Don't Underestimate "Phone Power"
Posted Apr 28, 2011 in Marketing
Handling telephone calls with courtesy and tact is a vital factor in building goodwill and a customer-focused reputation. Enlist your employees' help in devising a telephone protocol and be sure it's shared with everyone who answers the phone. Here are some suggestions:
Answer immediately—by the second or third ring—with an enthusiastic greeting and identify yourself and the name of the laboratory.
If you insist on having your calls "screened" by a receptionist, be sure it's done politely so that the caller doesn't feel as though you're being selective. Never allow a customer to feel he's gone through the third degree in order to reach you.
Always give the caller the option of holding or having the person return the call. Never ask a customer to call back later; this puts the burden on him.
Never leave someone on hold for more than 30 seconds without checking back with him.
If you've sent out a promotional brochure with a special offer or are sponsoring a clinic for your dentist-clients, make sure those who answer the telephone are aware of it and know who gets the calls.
Try to identify the personality style of frequent callers. For example, Sue from Dr. Smith likes to chat, but Dan just wants to get down to business.
Be sure that when staff members take messages, they repeat the telephone number and spell the caller's name to ensure both are correct; it's embarrassing to return a call and use the wrong name.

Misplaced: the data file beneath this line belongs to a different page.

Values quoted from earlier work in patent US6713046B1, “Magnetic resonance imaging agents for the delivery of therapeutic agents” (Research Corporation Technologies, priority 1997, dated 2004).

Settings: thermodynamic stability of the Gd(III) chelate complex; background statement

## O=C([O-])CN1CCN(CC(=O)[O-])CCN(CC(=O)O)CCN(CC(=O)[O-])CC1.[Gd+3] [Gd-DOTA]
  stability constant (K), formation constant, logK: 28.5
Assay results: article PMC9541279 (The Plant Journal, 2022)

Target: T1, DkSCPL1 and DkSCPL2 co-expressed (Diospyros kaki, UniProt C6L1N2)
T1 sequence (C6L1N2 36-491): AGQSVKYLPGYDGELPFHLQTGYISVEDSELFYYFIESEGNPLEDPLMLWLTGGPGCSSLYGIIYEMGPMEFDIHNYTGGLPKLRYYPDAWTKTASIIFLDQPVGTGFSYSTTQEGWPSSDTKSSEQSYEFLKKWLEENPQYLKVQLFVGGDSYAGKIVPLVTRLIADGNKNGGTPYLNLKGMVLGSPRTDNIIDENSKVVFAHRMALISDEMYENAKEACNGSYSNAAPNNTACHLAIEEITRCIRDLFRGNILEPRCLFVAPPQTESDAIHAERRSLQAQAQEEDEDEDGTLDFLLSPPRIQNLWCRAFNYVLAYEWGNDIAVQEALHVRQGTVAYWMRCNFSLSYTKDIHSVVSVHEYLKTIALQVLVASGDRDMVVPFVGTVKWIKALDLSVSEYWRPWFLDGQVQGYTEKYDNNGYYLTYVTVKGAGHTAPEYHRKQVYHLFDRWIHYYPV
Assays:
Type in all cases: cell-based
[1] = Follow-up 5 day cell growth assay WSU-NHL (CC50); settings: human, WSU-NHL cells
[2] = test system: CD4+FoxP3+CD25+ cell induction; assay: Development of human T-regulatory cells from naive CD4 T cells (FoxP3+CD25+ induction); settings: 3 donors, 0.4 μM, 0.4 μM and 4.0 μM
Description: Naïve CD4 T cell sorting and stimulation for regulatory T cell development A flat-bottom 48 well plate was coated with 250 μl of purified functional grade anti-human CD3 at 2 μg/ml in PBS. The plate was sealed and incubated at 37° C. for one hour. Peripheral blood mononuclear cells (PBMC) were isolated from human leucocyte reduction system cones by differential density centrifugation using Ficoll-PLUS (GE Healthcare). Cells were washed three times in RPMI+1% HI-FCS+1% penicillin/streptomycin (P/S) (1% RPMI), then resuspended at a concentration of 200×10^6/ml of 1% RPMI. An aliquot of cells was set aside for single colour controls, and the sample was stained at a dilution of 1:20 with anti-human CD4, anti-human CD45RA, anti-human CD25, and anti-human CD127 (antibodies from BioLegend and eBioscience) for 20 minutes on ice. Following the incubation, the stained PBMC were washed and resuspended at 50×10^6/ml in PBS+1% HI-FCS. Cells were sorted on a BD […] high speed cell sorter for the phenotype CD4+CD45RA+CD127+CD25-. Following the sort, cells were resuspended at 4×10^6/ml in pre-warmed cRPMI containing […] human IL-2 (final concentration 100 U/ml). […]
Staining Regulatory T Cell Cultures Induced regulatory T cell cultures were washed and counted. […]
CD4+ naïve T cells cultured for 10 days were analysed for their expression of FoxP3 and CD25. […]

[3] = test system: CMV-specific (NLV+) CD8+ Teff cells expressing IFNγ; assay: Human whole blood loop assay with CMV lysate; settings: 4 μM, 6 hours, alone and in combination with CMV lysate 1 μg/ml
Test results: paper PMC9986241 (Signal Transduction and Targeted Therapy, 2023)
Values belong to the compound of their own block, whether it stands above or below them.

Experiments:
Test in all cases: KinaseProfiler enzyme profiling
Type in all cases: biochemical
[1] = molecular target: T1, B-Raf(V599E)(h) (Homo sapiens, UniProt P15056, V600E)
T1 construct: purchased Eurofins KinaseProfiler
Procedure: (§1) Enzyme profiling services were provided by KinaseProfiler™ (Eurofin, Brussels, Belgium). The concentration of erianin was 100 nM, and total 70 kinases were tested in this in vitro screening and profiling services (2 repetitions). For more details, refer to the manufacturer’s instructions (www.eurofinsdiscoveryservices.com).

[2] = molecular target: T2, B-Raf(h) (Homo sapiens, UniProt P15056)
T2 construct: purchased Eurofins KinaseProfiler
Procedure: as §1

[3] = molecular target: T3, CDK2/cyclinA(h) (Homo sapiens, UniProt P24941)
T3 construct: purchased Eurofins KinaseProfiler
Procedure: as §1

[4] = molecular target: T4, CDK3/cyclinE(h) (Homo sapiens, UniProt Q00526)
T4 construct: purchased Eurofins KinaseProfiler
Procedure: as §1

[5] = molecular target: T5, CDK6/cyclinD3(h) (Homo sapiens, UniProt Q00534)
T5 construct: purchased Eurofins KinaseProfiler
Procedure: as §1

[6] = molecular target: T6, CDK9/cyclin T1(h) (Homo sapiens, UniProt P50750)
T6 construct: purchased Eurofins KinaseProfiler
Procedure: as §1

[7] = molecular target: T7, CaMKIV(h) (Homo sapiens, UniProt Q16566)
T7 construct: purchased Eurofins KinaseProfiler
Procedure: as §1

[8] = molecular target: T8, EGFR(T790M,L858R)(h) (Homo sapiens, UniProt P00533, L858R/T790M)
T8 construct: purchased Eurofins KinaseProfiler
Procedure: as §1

When handling requests for faxed information, be sure that employees get the telephone number in case the fax doesn't transmit successfully.
If you can't answer a question, don't try to bluff. Instead, say, "I'll get back to you in 10 minutes"—and be sure you do, even if it's only to let them know you're still working on getting the information.
If a caller is disconnected and has to call back, be sure to diffuse his frustration by apologizing immediately for his trouble.
Include your fax number or e-mail address on your voice mail or answering machine so that the caller has other options for getting his message to you.
If you have a voice mail menu system, provide a "0" prompt so that callers can easily reach a "live" person. During business hours, be sure that the "0" prompt doesn't roll over into another voice mail.
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